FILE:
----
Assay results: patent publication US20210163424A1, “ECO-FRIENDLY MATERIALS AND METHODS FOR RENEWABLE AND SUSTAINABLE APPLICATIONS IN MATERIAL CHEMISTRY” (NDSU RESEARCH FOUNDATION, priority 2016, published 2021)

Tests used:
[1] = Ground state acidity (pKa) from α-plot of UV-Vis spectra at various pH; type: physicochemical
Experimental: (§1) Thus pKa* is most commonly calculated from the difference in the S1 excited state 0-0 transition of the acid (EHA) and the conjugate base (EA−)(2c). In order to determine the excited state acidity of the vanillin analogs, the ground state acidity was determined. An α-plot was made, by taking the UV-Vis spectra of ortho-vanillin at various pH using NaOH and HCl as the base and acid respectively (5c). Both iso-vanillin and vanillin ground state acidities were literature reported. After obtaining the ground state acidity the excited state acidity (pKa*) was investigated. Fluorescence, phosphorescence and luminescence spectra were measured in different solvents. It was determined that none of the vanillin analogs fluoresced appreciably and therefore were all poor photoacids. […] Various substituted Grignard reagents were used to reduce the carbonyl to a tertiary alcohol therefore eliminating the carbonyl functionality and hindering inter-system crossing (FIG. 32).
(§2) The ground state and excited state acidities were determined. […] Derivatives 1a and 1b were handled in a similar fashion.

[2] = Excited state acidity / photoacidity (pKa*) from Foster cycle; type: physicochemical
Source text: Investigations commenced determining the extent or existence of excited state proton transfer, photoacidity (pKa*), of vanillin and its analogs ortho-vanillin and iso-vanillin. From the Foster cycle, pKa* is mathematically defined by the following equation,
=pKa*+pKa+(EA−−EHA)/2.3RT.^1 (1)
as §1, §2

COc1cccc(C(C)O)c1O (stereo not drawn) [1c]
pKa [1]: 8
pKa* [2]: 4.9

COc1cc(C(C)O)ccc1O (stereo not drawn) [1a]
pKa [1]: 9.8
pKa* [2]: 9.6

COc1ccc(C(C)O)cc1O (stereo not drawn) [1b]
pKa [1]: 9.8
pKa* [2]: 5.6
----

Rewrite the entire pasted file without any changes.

Assay results: patent publication US20210163424A1, “ECO-FRIENDLY MATERIALS AND METHODS FOR RENEWABLE AND SUSTAINABLE APPLICATIONS IN MATERIAL CHEMISTRY” (NDSU RESEARCH FOUNDATION, priority 2016, published 2021)

Tests used:
[1] = Ground state acidity (pKa) from α-plot of UV-Vis spectra at various pH; type: physicochemical
Experimental: (§1) Thus pKa* is most commonly calculated from the difference in the S1 excited state 0-0 transition of the acid (EHA) and the conjugate base (EA−)(2c). In order to determine the excited state acidity of the vanillin analogs, the ground state acidity was determined. An α-plot was made, by taking the UV-Vis spectra of ortho-vanillin at various pH using NaOH and HCl as the base and acid respectively (5c). Both iso-vanillin and vanillin ground state acidities were literature reported. After obtaining the ground state acidity the excited state acidity (pKa*) was investigated. Fluorescence, phosphorescence and luminescence spectra were measured in different solvents. It was determined that none of the vanillin analogs fluoresced appreciably and therefore were all poor photoacids. […] Various substituted Grignard reagents were used to reduce the carbonyl to a tertiary alcohol therefore eliminating the carbonyl functionality and hindering inter-system crossing (FIG. 32).
(§2) The ground state and excited state acidities were determined. […] Derivatives 1a and 1b were handled in a similar fashion.

[2] = Excited state acidity / photoacidity (pKa*) from Foster cycle; type: physicochemical
Source text: Investigations commenced determining the extent or existence of excited state proton transfer, photoacidity (pKa*), of vanillin and its analogs ortho-vanillin and iso-vanillin. From the Foster cycle, pKa* is mathematically defined by the following equation,
=pKa*+pKa+(EA−−EHA)/2.3RT.^1 (1)
as §1, §2

COc1cccc(C(C)O)c1O (stereo not drawn) [1c]
pKa [1]: 8
pKa* [2]: 4.9

COc1cc(C(C)O)ccc1O (stereo not drawn) [1a]
pKa [1]: 9.8
pKa* [2]: 9.6

COc1ccc(C(C)O)cc1O (stereo not drawn) [1b]
pKa [1]: 9.8
pKa* [2]: 5.6